Flight of the Conchords describe themselves as, “”the almost award-winning fourth-most-popular folk duo in New Zealand.”  If that’s not enough to pique your interest, just watch the first episode of HBO’s half-hour comedy, The Flight of the Conchords..  The TV show (which aired from 2007-2009) revolves around real-life comedians/musicians, Bret Mckenzie and Jemaine Clement, whom essentially play a parody of themselves, as two musicians trying to make it big in New York City.  While part of the fun is watching Bret and Jemaine awkwardly try (and fail) at making music and dating women, the other fun part of the show is the musical sequences.  Each episode has a few musical numbers packed in, with songs like “The Most Beautiful Girl (In The Room)” (best line: “You’re so beautiful, you could be a part-time model.  But you’d probably still have to keep your normal job…”) and “Hiphopopotamus vs. Rhymenoceros” (wherein the band try their hand at rap music, but end up with rhymes like, “My rhymes are so potent that in this small segment/I made all of the ladies in the area pregnant/Yes, sometimes my lyrics are sexist/But you lovely bitches and hoes should know I’m trying to correct this.”)   Whether you get hooked on Clement and McKenzie’s stellar comedic timing or find yourself bobbing your head to their surprisingly catchy tunes, you’ll find yourself falling in love with this hilarious show either way. (Brittany)

41. M*A*S*H (CBS, 1972-1983)

In the history of television, was there ever a less likely place to base a comedy than a MASH (Mobile Army Surgical Hospital)? (Let’s forget about Dinosaurs for just a minute) I can’t think of one. And yet the premise was an old one in many ways…Gomer Pyle, McHale’s Navy and Hogan’s Heroes all brought very disparate characters together in a military setting with the hope that sparks and jokes would fly. But M*A*S*H was different. For one, it had women in it as main characters, which added a new dynamic those previous military comedies never had. More importantly, it was real. One minute Hawkeye (Alan Alda) and Winchester (David Ogden Stiers) were volleying barbs back and forth at each other in the operating room, and the next they were literally human shields, protecting their patients from incoming fire on their camp.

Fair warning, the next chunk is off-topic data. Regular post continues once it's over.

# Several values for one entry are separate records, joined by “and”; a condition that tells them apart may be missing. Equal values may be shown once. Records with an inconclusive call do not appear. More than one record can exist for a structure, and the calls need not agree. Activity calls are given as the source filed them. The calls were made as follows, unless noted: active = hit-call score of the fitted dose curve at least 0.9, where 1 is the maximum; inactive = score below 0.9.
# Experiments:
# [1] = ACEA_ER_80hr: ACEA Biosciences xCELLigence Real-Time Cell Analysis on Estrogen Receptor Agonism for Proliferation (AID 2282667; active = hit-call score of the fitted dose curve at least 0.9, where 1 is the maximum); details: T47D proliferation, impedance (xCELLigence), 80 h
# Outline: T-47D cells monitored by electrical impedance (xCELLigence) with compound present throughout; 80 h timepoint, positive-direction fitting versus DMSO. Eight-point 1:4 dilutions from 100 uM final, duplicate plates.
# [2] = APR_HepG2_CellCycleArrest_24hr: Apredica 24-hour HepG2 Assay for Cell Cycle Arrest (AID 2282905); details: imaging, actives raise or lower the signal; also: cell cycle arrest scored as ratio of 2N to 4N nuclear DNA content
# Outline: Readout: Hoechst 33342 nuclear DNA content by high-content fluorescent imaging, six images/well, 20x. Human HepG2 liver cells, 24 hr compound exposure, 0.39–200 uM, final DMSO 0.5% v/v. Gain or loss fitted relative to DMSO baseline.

It was this intrusion of reality into the usual comedic dome that caused viewers to truly care about these characters, warts and all. Season Three ended with the death of Lt Col Henry Blake, sending shock throughout the country that a beloved character on a comedy series would actually die. But if anything, that provided the reality necessary for M*A*S*H to survive as long as it did. This was war, and it wasn’t glossed over as it had been in the past. Yes, there was humor and humanity to be found in the combat zone that M*A*S*H existed in, but the writers rightfully made sure that viewers knew that this wasn’t a holiday…this was a harsh reality, and in some ways may have contributed to the anti-war sentiment of the early 70s, both from the original movie in 1970 and the comedy series that started in 1972. We know war is hell, but when it affects someone you know, even in a TV screen, it becomes personal. That’s why the series finale in 1983 drew in 125 million viewers to become the all-time most-watched show in TV history up to that moment. America lost its military family, and that meant something that cannot be summed up in a few words. As the title of the finale so aptly summed it up, “Goodbye, Farewell and Amen.” (John Hill)